About 5 years ago there seemed to be a dramatic increase in the number of candidates bringing portfolios to interviews. What had been a practice primarily for marketing and creative types became more frequent across other professional lines. At least that was my experience. More individuals began to see the benefit of having samples of their work with them as proof of their abilities. Portfolios contained all sorts of samples of the candidate's work: letters, reports, art work, database screen shots, spreadsheet formats, event invitations, articles, newsletters.

Providing potential employers with an opportunity to see first hand the work you've done has its advantages. It can be reassuring to have more than an applicant's word, or the word of a reference, to consider. That said, those choosing to share a portfolio should take a few points to heart before doing so.

The first thing to consider is how much content to provide. If it makes an audible thump as it hits the interviewer's desk, it's probably overkill. Portfolios should be a sampling, not all, of your previous work. You want to give the person a general idea of your abilities without committing them to hours of reading your autobiography.

Second, be aware of what content is relevant to the job you are applying for. Showing off samples of work unlikely to be associated with the position is wasting time and risks sending the message functions other than those offered are of greater interest to you.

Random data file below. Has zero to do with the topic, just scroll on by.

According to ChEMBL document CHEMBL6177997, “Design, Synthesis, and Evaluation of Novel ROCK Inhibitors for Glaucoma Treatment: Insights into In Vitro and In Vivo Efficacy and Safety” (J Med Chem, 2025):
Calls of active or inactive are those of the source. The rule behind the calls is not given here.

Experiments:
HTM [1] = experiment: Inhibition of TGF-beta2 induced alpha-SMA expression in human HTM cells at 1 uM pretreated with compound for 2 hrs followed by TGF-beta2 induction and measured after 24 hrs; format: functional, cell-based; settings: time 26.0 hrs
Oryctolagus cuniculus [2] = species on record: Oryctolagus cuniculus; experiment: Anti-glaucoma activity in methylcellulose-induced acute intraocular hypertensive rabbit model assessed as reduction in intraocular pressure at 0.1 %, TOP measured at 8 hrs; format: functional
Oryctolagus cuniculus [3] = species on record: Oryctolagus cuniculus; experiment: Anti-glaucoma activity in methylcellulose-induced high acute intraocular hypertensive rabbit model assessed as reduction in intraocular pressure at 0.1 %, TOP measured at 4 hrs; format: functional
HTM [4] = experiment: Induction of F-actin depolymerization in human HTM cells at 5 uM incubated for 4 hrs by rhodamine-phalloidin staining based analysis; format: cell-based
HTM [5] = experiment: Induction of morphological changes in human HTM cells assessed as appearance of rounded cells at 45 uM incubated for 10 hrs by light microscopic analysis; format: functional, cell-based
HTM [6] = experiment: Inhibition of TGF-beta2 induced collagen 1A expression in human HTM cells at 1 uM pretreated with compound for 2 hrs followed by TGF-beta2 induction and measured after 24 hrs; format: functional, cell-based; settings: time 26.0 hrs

Third, be mindful of confidentiality. If the samples provided contain sensitive information it could lead the interviewer to conclude you lack judgment in protecting a company's privacy. It is safe to assume samples from your next employer will end up in your portfolio. Few companies are going to be comfortable with the idea of former employees floating around internal documents, competitive information or financial details.

Fourth, any work represented as yours absolutely must be. Getting caught lying about what you've done is disastrous and embarrassing. As with any aspect of your job search, keeping it honest is the best choice. Honesty and integrity are still of great value to employers. Employers are open to training employees on the things they don't know. They aren't open to reforming liars.

Finally, your portfolio should highlight your abilities without revealing all of your ideas for ingenuity. You want to hold enough back so the company has incentive to hire you versus simply taking your ideas and implementing them without you.

Wednesday, May 6, 2009

Finding Your Value

We all have value. When enduring a job search, it's easy to lose sight of that and struggle with a positive attitude. The process of losing a job and finding a new one is riddled with bullets of rejection. What's worse, sometimes you don't even get rejected. You get nothing. Your efforts and actions aren't even acknowledged. What's a job seeker to do?

The most important thing a job seeker can do is to find their value and pass it on to others. You can't sell your value to potential employers if you lose the ability to see it yourself. In fact, that is likely why it gets more difficult to find a job as time goes on. The job seeker, who is the head salesperson assigned to the task of marketing himself, has lost faith in the product. A sales effort absent enthusiasm and confidence rarely delivers results.